Lush hanging baskets and floral displays that are visible along the roadways in the township are made possible through a group effort. Mostardi’s Nursery, which donates labor and knowledge, carefully recommends the flower types and nurtures the seedlings in its greenhouses. Flower types must be able to withstand constant temperatures in the 90s each summer, as well as other specific weather conditions. Newtown’s Public Works Department picks up the baskets at Mostardi’s and delivers them to 130 poles throughout the township. Ryan Tree & Landscaping comes along and hangs the baskets as a community service. The Public Works Department then waters them throughout the summer and when the season ends on Oct. 15, the township’s Public Works employees will also help to remove the baskets.
NSIB board members designed an itinerary for the judges so that they won’t miss any of the town’s efforts. Cromer and Vincentsen will look at the community’s floral displays, landscaping designs, urban forestry, historic preservation, environmental efforts and overall impression, with very specific criteria for judging. Before all is said and done, AIB judges will travel coast to coast, covering more than 63,700 miles, visiting the 40 communities involved in this year’s edition of America in Bloom.
“Newtown Township looks lovely,” said Cromer. “Barbara and I have been judges for a long, long time and this is one of the best itineraries that we’ve ever seen.”
The 2017 entry is the fourth year that NSIB threw its hat in the ring for the competition. In a 1-5 bloom rating system, with 5 being the best, Newtown Square was named a three-bloom city in its first two years in the competition and last year, the township was recognized as a four-bloom community. The volunteers have their fingers crossed that they will garner a five-bloom rating this year. AIB judges change each year so that each community can be viewed through a fresh set of eyes without any prior prejudice or knowledge of past years.
The 2017 winners will be named during the first weekend in October at AIB’s national symposium to be held in Holliston, Mass.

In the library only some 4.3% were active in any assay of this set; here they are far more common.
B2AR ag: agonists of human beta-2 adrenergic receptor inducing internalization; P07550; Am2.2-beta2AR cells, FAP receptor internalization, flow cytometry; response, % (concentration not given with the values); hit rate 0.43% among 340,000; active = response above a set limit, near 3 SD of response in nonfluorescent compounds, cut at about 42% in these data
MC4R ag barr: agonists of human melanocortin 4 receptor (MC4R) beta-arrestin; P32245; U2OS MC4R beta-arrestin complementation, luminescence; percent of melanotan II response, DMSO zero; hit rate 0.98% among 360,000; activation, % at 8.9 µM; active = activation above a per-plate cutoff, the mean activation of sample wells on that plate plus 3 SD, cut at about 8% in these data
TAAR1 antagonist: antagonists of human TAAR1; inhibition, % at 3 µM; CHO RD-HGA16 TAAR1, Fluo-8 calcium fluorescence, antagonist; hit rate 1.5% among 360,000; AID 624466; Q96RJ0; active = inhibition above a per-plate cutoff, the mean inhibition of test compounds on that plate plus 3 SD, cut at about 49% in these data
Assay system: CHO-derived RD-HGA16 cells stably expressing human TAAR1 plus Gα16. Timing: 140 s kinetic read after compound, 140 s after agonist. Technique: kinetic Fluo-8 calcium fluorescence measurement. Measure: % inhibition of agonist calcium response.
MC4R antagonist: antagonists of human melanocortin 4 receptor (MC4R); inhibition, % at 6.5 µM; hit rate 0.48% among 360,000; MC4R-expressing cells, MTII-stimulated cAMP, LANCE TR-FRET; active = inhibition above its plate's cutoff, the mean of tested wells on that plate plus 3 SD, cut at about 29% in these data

Berry said the value of entering the national competition is not just to garner the prestigious blooms in the rating system or to receive specific awards at the symposium. He claims the most valuable result of the competition is receiving the twenty-plus page profile report that will be sent to NSIB, following the judges’ visit. The report’s evaluation and recommendations offer ideas and concrete suggestions to improve NSIB’s efforts and projects.
“People in town, and even from out of town, really appreciate our efforts and the beauty here,” remarked Seligson, who is also chair of the township’s Parks and Recreation committee.
Donations to the continued efforts of Newtown Township beautification, which are fully tax deductible, may be mailed to Newtown Square in Bloom, Box 592, Newtown Square, PA 19073. In addition to monetary donations, volunteers are also always needed. For more information, e-mail firstname.lastname@example.org or check out the “Newtown Square in Bloom” Facebook page. For more information on America In Bloom, visit www.americainbloom.org/.
Newtown Square Welcome Signs
Every Spring and Fall, our volunteers clean up and replant seasonal flowers and shrubs on West Chester Pike.
Newtown Square Arbor Day
Members of NSiB joined forces with Newtown Township Environmental Advisory Council (EAC) and the Chester Ridley Crum Watersheds Association to plant trees and clear trash from the stream side at Drexel Lodge Park in 2016. In 2017, we were at Brookside Park. Check out our Gallery of photos to see our Arbor Day 2017 photos!
Join us on Facebook: Newtown Square in Bloom.
Check out our meeting schedule on Township webpage:
Come to a meeting and meet our members!